Exists perfection What is imperfection

Does the imperfection of man mean the imperfection of God?

Your argument is logically correct. To counteract this, someone has to go against the premises.

You say that you must conclude that a perfect God cannot exist when man does exist. This statement is about the truth, not the veracity of the argument. As I said earlier, the argument is logically correct. However, this certainly does not mean that it is true. If I assume that all horses are brown, I can conclude that there are no white horses. This is logically correct, but not true, as the premises are not true.

After all, the points you make in your argument use more premises than they say. For example your step

# 3 and # 4 imply that it was good and right to create anything

actually uses # 6 too. There are more steps like this one.


At the beginning I said that in order to counter your argument, someone has to claim that one or more of the premises are not true. I would say that premise 5, " Nothing imperfect can come from something perfect "is particularly controversial.

The mindset revealed there seems to assume that only the "end product" (perfect / imperfect person) counts. Instead, think for a moment that the process leading to an end product also matters: the development process, possibly both physical and psychological or even social or more ... In this case, one could argue that the development process is perfect at the beginning with imperfection and ends with perfection. God would have created man in his imperfection so that he could grow to perfection and make this process perfect.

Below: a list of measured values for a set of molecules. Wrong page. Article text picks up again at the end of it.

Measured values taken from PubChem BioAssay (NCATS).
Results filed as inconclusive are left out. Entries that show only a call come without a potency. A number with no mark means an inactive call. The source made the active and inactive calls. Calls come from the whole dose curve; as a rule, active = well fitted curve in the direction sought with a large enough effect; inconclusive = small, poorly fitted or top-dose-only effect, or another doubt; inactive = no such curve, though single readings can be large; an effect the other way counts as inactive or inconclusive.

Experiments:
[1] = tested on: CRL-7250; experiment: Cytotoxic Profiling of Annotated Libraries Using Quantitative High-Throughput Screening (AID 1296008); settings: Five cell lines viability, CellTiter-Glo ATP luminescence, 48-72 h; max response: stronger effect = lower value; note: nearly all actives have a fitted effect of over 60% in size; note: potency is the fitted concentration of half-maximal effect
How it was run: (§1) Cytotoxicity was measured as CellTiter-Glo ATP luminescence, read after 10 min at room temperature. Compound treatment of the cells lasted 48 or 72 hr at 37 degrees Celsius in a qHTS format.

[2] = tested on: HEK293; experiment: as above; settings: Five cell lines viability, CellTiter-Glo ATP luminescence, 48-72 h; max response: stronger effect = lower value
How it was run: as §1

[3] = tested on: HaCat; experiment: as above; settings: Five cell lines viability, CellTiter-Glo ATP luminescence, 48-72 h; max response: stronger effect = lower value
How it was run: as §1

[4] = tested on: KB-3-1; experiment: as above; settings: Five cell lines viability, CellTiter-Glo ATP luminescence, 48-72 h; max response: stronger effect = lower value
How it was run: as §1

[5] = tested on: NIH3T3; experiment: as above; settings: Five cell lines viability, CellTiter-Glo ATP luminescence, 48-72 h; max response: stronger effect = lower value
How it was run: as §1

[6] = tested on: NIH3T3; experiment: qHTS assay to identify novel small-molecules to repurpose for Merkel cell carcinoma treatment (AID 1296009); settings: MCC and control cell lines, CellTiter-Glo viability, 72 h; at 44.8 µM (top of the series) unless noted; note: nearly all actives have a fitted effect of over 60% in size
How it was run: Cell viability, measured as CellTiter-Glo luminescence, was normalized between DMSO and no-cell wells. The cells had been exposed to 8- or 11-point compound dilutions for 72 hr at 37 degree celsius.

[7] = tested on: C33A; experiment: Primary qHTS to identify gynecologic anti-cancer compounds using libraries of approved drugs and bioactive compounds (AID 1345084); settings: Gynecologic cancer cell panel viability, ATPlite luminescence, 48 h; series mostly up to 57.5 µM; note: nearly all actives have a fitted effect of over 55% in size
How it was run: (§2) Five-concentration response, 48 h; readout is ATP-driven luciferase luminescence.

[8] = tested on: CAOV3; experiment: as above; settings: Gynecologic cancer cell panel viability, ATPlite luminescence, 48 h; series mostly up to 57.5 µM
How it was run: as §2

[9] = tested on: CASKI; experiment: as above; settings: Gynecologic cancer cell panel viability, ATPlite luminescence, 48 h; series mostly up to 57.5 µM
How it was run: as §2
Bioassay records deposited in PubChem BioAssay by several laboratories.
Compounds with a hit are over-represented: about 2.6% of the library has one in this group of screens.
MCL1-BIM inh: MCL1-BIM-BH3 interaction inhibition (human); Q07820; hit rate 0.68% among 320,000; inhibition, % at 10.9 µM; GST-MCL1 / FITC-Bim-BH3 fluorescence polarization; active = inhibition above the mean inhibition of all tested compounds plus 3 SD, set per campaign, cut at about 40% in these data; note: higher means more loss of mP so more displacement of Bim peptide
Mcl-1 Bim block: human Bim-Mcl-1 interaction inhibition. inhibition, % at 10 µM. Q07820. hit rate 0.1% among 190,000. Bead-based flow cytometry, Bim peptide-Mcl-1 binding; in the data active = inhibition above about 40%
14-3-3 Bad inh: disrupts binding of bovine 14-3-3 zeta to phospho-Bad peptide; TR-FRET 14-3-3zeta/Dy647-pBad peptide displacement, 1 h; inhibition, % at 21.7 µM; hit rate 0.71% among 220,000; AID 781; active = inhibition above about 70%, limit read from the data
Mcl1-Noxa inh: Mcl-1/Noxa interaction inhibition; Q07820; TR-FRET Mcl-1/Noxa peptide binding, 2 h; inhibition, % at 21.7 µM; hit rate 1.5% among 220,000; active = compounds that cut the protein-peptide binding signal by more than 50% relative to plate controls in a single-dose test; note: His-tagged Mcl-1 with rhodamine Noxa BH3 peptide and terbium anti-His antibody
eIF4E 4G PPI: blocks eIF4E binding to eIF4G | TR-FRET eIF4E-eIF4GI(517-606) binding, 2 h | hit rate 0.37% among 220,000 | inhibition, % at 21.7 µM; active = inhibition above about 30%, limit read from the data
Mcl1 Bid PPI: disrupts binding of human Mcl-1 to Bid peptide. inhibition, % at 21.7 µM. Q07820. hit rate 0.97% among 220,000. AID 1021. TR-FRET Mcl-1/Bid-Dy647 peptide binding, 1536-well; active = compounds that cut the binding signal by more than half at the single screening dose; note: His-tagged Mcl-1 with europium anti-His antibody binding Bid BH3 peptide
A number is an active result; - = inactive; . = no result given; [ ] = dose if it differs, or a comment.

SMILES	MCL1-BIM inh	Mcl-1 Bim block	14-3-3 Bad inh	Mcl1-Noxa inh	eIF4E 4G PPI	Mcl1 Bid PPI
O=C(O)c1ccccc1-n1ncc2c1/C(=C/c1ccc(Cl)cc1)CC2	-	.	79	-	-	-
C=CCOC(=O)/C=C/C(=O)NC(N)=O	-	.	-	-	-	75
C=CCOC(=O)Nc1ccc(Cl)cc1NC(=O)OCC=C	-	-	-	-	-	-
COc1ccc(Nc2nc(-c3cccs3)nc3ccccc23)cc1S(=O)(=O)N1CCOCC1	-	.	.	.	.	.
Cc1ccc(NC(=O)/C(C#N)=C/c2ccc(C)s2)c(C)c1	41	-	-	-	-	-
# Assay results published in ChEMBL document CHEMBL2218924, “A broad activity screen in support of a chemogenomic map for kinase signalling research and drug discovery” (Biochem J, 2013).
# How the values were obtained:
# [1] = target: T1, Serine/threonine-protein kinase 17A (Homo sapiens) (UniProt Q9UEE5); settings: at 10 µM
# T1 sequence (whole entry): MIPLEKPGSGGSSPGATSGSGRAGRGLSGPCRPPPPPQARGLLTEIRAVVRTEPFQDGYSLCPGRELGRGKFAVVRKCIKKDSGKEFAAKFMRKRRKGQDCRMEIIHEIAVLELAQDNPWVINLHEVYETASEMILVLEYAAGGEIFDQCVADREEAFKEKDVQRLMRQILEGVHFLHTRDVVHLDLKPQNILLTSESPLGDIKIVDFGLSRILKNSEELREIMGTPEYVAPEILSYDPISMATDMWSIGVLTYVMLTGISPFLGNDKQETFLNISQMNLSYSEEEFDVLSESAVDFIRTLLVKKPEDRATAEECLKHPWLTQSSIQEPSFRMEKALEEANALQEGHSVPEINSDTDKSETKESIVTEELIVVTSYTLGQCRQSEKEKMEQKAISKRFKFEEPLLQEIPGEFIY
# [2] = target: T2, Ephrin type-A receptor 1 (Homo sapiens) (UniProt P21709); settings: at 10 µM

Note: These are not my personal ideas.

Sean Rowe

I look forward to your comments. I think you're fair, but I didn't mean to be so rigid. I tried to make it clear that I wasn't interested in beating heads over theology, but I can see I didn't. I would like to hear something else you have to say before I ask questions. Thanks again for the answer.

Keelan ♦

@ SeanRowe maybe I was a little too tough at the beginning, sorry. Since you seem genuinely interested, I have also added a possible counter-argument to my answer.

Sean Rowe

Wouldn't that increase the possibility that God might choose to become imperfect in order to become more perfect? How do you deal with such a recursion?

Keelan ♦

@ SeanRowe They had the premise that nothing higher than perfection can be thought of. Hence, when perfection is reached, the process stops - and since this God is perfect, there is no process for him.

Sean Rowe

If it is within the scope of perfection to be imperfect and yet strive for perfection, then God can be perfect and imperfect at the same time. That is a contradiction. I'm stuck here. I feel like I'm missing something, but I can't seem to get around it.